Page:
Does the theology of the Gospel depend on the history of the Exodus?

Modern historiography has not been kind to the Exodus-Conquest narrative. Not only has this founding myth of Israel proved impossible to verify historically, various archaeological data suggest the story was greatly exaggerated, if not legendary to the core. For some Christians this negative historical assessment of God's word results in a loss of faith. If … Continue reading Does the theology of the Gospel depend on the history of the Exodus?

The acts of Paul and the Paul of Acts: a forgotten Apostle

The most successful interpreters of Paul's letters have, for the most part, been thinkers and writers, theologians and scholars. That Paul should appear to us primarily as a man of deep and profound thought is therefore unsurprising. According to Luke's account of Paul's ministry, however, neither letter-writing nor theological exposition were central to the Apostle's … Continue reading The acts of Paul and the Paul of Acts: a forgotten Apostle

The demonized Gerasene and the paganized Greek: eschatological allegory in Mark 5:1-20

In an effort to interpret history through a Christian lens the evangelists sometimes indulge in anachronistic portraiture of Jesus; that is, they retroject the experience of the believing community back into Jesus' ministry. John's depiction of Jesus as a master of extended discourse and debate, for instance, is more reflective of the late 1st century … Continue reading The demonized Gerasene and the paganized Greek: eschatological allegory in Mark 5:1-20

Capital punishment, righteous Israelites, and the redemption of the adulterous woman

Despite the ubiquity of divinely-sanctioned and divinely-orchestrated capital punishment in the Law of Moses and the Hebrew Bible, many insist that Jesus, ever the enlightened reformer, repudiated capital punishment. The argument usually follows one of two lines. On the one hand, many progressives believe Jesus opposed capital punishment because he, unlike the God portrayed in … Continue reading Capital punishment, righteous Israelites, and the redemption of the adulterous woman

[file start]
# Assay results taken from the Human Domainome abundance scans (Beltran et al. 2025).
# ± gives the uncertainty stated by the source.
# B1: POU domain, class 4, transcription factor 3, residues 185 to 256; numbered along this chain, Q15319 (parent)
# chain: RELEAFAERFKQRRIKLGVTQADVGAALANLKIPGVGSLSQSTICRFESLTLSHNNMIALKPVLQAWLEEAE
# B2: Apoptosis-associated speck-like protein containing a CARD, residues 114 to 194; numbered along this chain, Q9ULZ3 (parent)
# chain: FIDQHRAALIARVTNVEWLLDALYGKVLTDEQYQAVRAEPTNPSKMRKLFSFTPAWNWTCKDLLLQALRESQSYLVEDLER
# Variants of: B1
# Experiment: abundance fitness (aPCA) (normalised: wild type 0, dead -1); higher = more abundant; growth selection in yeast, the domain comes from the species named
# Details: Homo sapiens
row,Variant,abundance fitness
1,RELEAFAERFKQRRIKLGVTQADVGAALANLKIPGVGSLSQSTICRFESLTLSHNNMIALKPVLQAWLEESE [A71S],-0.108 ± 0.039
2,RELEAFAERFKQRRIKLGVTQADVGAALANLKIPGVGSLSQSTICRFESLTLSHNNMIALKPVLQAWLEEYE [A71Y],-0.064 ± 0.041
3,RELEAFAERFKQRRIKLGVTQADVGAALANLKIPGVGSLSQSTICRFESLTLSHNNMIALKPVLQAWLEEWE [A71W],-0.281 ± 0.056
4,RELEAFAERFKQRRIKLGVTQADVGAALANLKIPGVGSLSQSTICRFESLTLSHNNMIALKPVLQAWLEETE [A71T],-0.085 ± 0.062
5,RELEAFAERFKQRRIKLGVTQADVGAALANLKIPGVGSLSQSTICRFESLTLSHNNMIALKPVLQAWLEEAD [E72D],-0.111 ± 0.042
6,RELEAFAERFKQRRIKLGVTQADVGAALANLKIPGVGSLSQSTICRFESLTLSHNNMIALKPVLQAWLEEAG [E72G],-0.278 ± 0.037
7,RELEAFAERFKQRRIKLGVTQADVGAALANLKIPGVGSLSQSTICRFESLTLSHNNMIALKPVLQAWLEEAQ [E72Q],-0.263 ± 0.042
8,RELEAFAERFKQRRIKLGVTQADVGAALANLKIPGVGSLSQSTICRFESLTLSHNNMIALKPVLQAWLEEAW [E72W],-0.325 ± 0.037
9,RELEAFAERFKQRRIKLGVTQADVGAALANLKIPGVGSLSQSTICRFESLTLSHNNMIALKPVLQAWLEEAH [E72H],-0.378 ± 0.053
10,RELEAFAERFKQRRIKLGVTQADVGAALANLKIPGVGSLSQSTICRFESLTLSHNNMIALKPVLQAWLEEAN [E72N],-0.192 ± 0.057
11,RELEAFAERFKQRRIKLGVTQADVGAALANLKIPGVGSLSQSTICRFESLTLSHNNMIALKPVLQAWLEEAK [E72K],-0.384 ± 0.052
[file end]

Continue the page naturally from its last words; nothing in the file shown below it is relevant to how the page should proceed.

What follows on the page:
Some hard sayings of Jesus: amputation

Leading up to and following the overthrow of Greco-Roman paganism by Christian monotheism, Greek-speaking Christian elites gradually transformed Jesus' original apocalyptic message (i.e. the gospel of God's impending and annexation judgement of the nations) into a religion that could sustain the now politically dominant church for centuries to come. Through this process, the New Testament … Continue reading Some hard sayings of Jesus: amputation

Playing the waiting game: the theatrics of Jesus’ healings

A number of Gospel stories reveal that Jesus sometimes delayed his healing work. On two such occasions Jesus' failure to appear resulted in death. In one instance, following a summons from Martha and Mary to heal their sick brother, Jesus "remained two days longer in the place where he was" (John 11:1-6). As expected, by … Continue reading Playing the waiting game: the theatrics of Jesus’ healings

Diseased demons: spirits as agents of illness

As modern science has advanced, belief-systems that attribute human welfare and suffering to the scheming of angels and demons have retreated in equal proportion. Few Christians today would procure an exorcist to alleviate a crippled spine, for instance. Even in cases of extreme antisocial behavior, activity traditionally attributed to malevolent spirits, most modern Christians are … Continue reading Diseased demons: spirits as agents of illness

What did Jesus teach at the Last Supper?

For theologically-minded readers the question is largely closed: breaking bread and pouring wine, Jesus gave his impending execution sacrificial meaning. Here at this final meal the Eucharist was born—Christ's body broken and blood spilled for the forgiveness of sins. In a word, at the Last Supper, Jesus taught the doctrine of atonement. Critical readings, however, … Continue reading What did Jesus teach at the Last Supper?

Inverted honor: resurrection as status reversal

I observed in my last post that a man's behavior at a feast served to either maintain his father's honor or incur shame upon his family name. By eating and/or drinking to excess, for instance, a foolish son would publicly dishonor his parents and signal to guests and host alike that his father was unable … Continue reading Inverted honor: resurrection as status reversal